The Brian Kiteley Exercise for Writing Unique, Sensory Descriptions
Finally, let’s end with an exercise that will help us write unique, sensory descriptions so our writing comes alive.
The ability to describe something vividly is an essential skill for every writer to master, no matter whether you’re a blogger, novelist, or copywriter. Vivid descriptions transform your paragraphs from vague and boring to engrossing and memorable.
In his book The 3 A.M. Epiphany, author Brian Kiteley shares a collection of “uncommon writing exercises” that can help you transform your fiction.
Here’s one that gives a unique approach for writing evocative descriptions:
Synesthesia, according to M.H. Abrams in A Glossary of Literary Terms, is a description of “one kind of sensation in terms of another; color is attributed to sounds, odor to colors, sound to odors, and so on.”
Here is an example of synesthesia from Bruno Schulz’s Street of the Crocodiles: “Adela would plunge the rooms into semidarkness by drawing down the linen blinds. All colors immediately fell an octave lower [my italics]; the room filled with shadows, as if it had sunk to the bottom of the sea and the light was reflected in mirrors of green water.”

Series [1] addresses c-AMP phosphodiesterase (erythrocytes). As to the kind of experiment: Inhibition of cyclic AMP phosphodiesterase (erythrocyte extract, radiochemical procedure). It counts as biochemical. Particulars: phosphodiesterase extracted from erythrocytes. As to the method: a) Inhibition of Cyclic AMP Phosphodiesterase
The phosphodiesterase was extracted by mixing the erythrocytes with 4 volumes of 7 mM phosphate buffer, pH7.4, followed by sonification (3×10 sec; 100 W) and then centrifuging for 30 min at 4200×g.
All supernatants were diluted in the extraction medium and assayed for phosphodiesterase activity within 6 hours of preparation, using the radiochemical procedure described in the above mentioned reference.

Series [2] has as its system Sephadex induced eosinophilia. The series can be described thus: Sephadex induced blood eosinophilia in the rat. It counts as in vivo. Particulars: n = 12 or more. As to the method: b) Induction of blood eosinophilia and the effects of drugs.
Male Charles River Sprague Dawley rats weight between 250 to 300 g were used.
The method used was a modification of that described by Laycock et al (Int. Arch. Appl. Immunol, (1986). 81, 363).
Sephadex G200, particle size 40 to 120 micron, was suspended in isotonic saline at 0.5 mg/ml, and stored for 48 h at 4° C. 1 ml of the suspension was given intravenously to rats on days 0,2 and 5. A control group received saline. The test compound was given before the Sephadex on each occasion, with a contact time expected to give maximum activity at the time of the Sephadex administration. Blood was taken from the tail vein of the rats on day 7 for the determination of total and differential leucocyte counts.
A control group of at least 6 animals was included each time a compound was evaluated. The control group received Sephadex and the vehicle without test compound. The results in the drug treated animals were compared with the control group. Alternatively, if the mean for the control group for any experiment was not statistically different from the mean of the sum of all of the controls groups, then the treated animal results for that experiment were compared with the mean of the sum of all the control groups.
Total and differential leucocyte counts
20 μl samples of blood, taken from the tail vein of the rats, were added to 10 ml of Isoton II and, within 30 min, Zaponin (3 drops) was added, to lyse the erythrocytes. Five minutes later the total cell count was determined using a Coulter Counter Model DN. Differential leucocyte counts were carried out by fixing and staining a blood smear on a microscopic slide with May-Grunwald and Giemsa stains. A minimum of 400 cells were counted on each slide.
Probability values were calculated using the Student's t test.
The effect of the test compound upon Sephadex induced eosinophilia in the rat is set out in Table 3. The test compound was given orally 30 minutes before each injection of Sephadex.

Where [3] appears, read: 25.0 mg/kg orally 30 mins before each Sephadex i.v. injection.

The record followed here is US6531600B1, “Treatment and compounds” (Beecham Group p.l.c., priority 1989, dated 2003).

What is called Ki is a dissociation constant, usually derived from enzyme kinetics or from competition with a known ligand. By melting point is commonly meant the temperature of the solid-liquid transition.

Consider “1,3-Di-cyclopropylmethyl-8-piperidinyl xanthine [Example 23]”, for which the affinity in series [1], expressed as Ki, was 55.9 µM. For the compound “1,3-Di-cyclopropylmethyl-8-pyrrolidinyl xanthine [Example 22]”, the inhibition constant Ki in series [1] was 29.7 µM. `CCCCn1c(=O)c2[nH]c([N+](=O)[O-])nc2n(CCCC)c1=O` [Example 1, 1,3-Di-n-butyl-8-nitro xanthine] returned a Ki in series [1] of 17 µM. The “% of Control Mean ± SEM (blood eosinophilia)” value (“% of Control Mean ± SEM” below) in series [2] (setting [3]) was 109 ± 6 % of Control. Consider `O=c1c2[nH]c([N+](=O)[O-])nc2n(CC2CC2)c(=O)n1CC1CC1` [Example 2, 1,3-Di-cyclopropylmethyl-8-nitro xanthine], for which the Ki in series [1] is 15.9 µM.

Schulz describes a change in color by means of a musical term. Writers consciously and unconsciously employ this peculiar method to convey the irreducible complexity of life onto the page.
…Use synesthesia in a short scene — surreptitiously, without drawing too much attention to it — to convey to your reader an important understanding of some ineffable sensory experience. Use sight, sound, touch, taste, and, especially, smell.
In my short story “The Island”, I played with synesthesia when I described the aroma of a pastry baking in an oven: “It smelled of sunlight and warm breezes rustling the branches of island trees.”
Make sure to check out this article where I share three more techniques that will help you write vivid descriptions.
In my original article where I shared five writing exercises, I also shared this quote from Ray Bradbury,
I know you’ve heard it a thousand times before. But it’s true — hard work pays off. If you want to be good, you have to practice, practice, practice.
These four exercises are a fantastic way to give your writing skills and imagination a workout.
You can use the exercises when you’re feeling stuck and are looking for a writing prompt to trigger your inspiration. Or you can use them when you want to spend time sharpening your skills in order to take your writing to the next level and inspire your readers.
Do you have another writing exercise from a famous author to add to my list? Let me know in the comments.